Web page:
care

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CARE

(Cooperative for Assistance and Relief Everywhere), nonprofit, nonsectarian federation of agencies devoted to channeling relief and self-help materials to needy people in foreign countries. Organized in the United States (1945) to help war-ravaged Europe, CARE soon expanded its program to include developing nations in Asia, Africa, and Latin America. Famous for its "CARE packages" of food and other necessities, CARE in now also involved in population, health care, land management, and small economic activity. It is now an international organization with 10 member countries and headquarters in Brussels.

care

  1. the work involved in supporting people who, because of physical frailty chronic illness or other forms of incapacity and disability, are incapable of leading an autonomous existence.
  2. other kinds of carework, e.g. in child-rearing (see CHILD CARE) and DOMESTIC LABOUR. This should be distinguished from care in sense 1.
Care in sense 1 operates over a wide range of social relations. A clear dividing line can be drawn between formal and informal care (see Abrams, 1978) as it exists in contemporary industrial societies. Formal care refers to services provided by agents of organization (statutory, voluntary and/or private) to people within clearly defined categories of need. Informal care is personally directed towards certain people who have a social relationship with their carer - usually a family member, and most often a spouse (Parker, 1993), or female relative.

Feminist sociologists (see also FEMINISM) have had a major impact on the understanding of care and caring relationships. They have argued that caring is ‘a gendered concept’ and that women constitute the majority of carers both informally, in the private sphere, and as low-paid care workers (‘care assistants’) in the formal sector (Finch and Groves, 1982; Ungerson, 1987; Lewis and Meredith, 1988). Studies of caring have examined the complex reasons why women care and the particular problems and difficulties they face. Social policies involving decarceration and COMMUNITY CARE, the decline of neighbour-hood and COMMUNITY associated with increasing SOCIAL (and geographical) MOBILITY, have placed an increasing burden on individual women carers. There is some evidence that women are reluctant to enter caring relationships with female relatives but lack viable alternatives (Cotterill, 1994). Recent research using data from the 1980 British General Household Survey has also pointed to the significant contribution made by male carers, particularly men who care for their wives (Arber and Gilbert, 1989).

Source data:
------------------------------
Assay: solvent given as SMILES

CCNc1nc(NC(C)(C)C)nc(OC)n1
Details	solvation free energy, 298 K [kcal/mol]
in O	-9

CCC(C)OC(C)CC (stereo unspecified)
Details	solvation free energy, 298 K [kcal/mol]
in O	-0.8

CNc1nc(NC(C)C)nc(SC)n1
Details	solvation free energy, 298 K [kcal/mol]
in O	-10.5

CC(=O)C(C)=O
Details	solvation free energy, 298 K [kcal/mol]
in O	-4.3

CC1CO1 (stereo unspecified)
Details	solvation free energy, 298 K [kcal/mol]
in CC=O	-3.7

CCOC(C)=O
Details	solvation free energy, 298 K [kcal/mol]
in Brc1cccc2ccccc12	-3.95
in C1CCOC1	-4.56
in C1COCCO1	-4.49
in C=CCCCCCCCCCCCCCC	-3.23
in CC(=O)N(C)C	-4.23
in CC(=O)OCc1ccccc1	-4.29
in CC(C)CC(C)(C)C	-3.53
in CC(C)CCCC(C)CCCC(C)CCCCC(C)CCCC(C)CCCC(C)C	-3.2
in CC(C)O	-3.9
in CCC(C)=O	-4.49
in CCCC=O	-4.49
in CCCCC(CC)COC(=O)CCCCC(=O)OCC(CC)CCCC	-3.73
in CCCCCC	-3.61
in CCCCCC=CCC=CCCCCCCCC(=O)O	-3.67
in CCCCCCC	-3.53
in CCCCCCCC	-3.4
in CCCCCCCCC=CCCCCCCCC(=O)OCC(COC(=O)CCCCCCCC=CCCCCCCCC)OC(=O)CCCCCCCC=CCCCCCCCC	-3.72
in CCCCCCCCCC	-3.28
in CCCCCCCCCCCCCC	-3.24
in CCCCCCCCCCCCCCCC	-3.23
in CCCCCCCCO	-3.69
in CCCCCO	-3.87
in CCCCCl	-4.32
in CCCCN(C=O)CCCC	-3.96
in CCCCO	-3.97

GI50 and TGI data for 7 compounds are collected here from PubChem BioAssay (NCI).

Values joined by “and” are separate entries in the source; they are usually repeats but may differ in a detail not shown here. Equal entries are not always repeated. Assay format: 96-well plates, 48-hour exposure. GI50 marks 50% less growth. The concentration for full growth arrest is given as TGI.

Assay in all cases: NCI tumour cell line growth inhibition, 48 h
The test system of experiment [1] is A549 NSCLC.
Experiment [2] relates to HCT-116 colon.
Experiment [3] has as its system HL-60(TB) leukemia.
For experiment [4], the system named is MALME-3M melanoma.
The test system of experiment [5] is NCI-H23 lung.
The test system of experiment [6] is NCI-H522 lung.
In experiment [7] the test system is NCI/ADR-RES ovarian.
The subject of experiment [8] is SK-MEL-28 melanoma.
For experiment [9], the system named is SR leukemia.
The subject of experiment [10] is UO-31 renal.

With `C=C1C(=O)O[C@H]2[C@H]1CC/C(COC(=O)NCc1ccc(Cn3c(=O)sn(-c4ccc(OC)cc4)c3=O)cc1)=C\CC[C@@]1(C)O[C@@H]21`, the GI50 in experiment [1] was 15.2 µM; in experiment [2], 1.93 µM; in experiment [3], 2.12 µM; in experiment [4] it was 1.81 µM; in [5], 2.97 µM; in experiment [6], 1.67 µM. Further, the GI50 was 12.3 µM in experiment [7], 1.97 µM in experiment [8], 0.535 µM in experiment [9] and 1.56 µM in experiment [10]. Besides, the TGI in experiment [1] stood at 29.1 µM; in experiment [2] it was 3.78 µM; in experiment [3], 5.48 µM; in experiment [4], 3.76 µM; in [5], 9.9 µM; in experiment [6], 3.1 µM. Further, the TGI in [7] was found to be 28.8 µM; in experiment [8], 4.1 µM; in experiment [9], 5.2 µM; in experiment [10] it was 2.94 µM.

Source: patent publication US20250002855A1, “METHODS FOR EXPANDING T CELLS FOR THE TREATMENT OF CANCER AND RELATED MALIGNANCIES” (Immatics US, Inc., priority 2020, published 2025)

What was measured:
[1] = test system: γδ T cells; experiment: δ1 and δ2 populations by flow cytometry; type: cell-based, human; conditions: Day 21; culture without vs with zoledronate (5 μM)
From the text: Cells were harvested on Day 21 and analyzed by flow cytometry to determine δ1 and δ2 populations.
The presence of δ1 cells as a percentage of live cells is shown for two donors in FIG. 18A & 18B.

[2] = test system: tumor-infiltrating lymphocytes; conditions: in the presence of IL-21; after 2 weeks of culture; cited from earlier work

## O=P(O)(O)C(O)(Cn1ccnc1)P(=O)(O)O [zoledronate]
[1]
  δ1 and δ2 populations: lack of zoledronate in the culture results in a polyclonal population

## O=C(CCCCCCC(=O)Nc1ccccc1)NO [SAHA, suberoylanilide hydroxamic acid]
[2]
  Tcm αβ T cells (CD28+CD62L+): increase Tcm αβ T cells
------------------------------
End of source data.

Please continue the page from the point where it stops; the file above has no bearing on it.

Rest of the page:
care, custody, and control

Describes a standard exclusion in liability insurance policies. Under this exclusion, the liability insurance does not apply to damage to property in the care or custody of the insured, or to damage to property over which the insured is for any purpose exercising physical control.

CARE

agency devoted to channeling relief to needy people abroad. [Am. Hist.: NCE, 456]

care

in (or into) care Social welfare made the legal responsibility of a local authority by order of a court
References in periodicals archive ?
Previously I would have had to stay in hospital for weeks on end until my course of antibiotic treatment was complete but thanks to ambulatory care, I can fit my treatment in around my normal daily life.
Who delivers the care on the ambulatory care units?
And even among program directors, there can be differences in the emphasis given to developing ambulatory care knowledge.
The Ambulatory Care Pavilion is an addition to the existing hospital while the parking garage will replace an obsolete parking facility that is slated to be demolished.
The demand for ambulatory care is a growing global phenomena, as a result of the declining ratio of physicians to patients, particularly in the Middle East.
Some policy analysts have been concerned that the resource limitations within managed care could undermine Medicaid beneficiaries' access to high-quality care and thereby increase hospitalizations for ambulatory care sensitive conditions (Institute of Medicine 2000).
org) JCAHO President Dennis O'Leary pointed out that "tissue storage and issuance from hospitals and ambulatory care centers is regulated by the Food and Drug Administration (FDA, but is not regularly evaluated.
Patmas, MS, MD, MMM, FACP, CPE, FACPE, is the medical director of the Providence Ambulatory Care and Education Center in Portland, Ore.
In the article, Antimicrobial Drug Prescriptions in Ambulatory Care Settings, United States, 1992-2000" by Linda F.
It seems, however, that the number or the proportion of patients with ambulatory care-sensitive conditions who require ICU admission is, at least in part, a function of access to ambulatory care.
Findings from a recent United Hospital Fund/New York University Ambulatory Care Provider Survey reveal that adequate space and staffing levels are essential to high physician productivity at New York City ambulatory care clinics.

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